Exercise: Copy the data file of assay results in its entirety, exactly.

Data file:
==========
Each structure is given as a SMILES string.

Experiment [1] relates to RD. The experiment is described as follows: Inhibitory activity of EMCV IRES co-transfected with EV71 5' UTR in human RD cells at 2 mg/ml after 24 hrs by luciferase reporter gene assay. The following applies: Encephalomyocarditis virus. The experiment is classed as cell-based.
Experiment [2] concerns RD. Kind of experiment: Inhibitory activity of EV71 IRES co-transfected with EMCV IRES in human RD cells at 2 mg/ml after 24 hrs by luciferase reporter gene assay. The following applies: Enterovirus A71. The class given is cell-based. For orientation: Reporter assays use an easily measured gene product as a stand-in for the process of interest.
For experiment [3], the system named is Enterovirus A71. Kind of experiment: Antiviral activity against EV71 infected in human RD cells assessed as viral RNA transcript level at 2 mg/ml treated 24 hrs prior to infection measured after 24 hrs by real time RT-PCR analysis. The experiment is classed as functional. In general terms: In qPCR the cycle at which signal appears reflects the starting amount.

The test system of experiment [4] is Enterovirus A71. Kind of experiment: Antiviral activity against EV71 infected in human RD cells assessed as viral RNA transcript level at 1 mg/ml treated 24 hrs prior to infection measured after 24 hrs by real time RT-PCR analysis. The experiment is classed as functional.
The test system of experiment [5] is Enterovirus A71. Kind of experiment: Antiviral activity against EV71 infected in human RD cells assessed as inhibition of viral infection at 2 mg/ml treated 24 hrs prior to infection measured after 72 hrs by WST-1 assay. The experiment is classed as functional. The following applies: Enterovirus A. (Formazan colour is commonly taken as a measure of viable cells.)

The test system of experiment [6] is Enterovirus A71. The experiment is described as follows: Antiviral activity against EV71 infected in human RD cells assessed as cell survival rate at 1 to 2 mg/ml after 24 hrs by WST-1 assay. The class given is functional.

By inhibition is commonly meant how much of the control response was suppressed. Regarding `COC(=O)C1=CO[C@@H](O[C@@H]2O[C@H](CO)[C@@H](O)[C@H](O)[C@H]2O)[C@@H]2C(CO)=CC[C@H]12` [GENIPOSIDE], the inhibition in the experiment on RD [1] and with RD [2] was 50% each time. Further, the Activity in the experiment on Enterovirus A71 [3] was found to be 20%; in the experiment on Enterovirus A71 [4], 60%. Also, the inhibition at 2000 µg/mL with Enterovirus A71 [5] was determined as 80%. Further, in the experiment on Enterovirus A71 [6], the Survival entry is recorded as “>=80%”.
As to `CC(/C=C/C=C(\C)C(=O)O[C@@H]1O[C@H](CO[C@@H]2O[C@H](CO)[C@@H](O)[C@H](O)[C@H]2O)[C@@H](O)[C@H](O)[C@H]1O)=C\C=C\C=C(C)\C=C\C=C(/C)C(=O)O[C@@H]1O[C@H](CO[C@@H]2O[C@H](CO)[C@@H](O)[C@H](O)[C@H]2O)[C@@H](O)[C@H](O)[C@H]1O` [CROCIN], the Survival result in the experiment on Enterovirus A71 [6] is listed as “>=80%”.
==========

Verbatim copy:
Each structure is given as a SMILES string.

Experiment [1] relates to RD. The experiment is described as follows: Inhibitory activity of EMCV IRES co-transfected with EV71 5' UTR in human RD cells at 2 mg/ml after 24 hrs by luciferase reporter gene assay. The following applies: Encephalomyocarditis virus. The experiment is classed as cell-based.
Experiment [2] concerns RD. Kind of experiment: Inhibitory activity of EV71 IRES co-transfected with EMCV IRES in human RD cells at 2 mg/ml after 24 hrs by luciferase reporter gene assay. The following applies: Enterovirus A71. The class given is cell-based. For orientation: Reporter assays use an easily measured gene product as a stand-in for the process of interest.
For experiment [3], the system named is Enterovirus A71. Kind of experiment: Antiviral activity against EV71 infected in human RD cells assessed as viral RNA transcript level at 2 mg/ml treated 24 hrs prior to infection measured after 24 hrs by real time RT-PCR analysis. The experiment is classed as functional. In general terms: In qPCR the cycle at which signal appears reflects the starting amount.

The test system of experiment [4] is Enterovirus A71. Kind of experiment: Antiviral activity against EV71 infected in human RD cells assessed as viral RNA transcript level at 1 mg/ml treated 24 hrs prior to infection measured after 24 hrs by real time RT-PCR analysis. The experiment is classed as functional.
The test system of experiment [5] is Enterovirus A71. Kind of experiment: Antiviral activity against EV71 infected in human RD cells assessed as inhibition of viral infection at 2 mg/ml treated 24 hrs prior to infection measured after 72 hrs by WST-1 assay. The experiment is classed as functional. The following applies: Enterovirus A. (Formazan colour is commonly taken as a measure of viable cells.)

The test system of experiment [6] is Enterovirus A71. The experiment is described as follows: Antiviral activity against EV71 infected in human RD cells assessed as cell survival rate at 1 to 2 mg/ml after 24 hrs by WST-1 assay. The class given is functional.

By inhibition is commonly meant how much of the control response was suppressed. Regarding `COC(=O)C1=CO[C@@H](O[C@@H]2O[C@H](CO)[C@@H](O)[C@H](O)[C@H]2O)[C@@H]2C(CO)=CC[C@H]12` [GENIPOSIDE], the inhibition in the experiment on RD [1] and with RD [2] was 50% each time. Further, the Activity in the experiment on Enterovirus A71 [3] was found to be 20%; in the experiment on Enterovirus A71 [4], 60%. Also, the inhibition at 2000 µg/mL with Enterovirus A71 [5] was determined as 80%. Further, in the experiment on Enterovirus A71 [6], the Survival entry is recorded as “>=80%”.
As to `CC(/C=C/C=C(\C)C(=O)O[C@@H]1O[C@H](CO[C@@H]2O[C@H](CO)[C@@H](O)[C@H](O)[C@H]2O)[C@@H](O)[C@H](O)[C@H]1O)=C\C=C\C=C(C)\C=C\C=C(/C)C(=O)O[C@@H]1O[C@H](CO[C@@H]2O[C@H](CO)[C@@H](O)[C@H](O)[C@H]2O)[C@@H](O)[C@H](O)[C@H]1O` [CROCIN], the Survival result in the experiment on Enterovirus A71 [6] is listed as “>=80%”.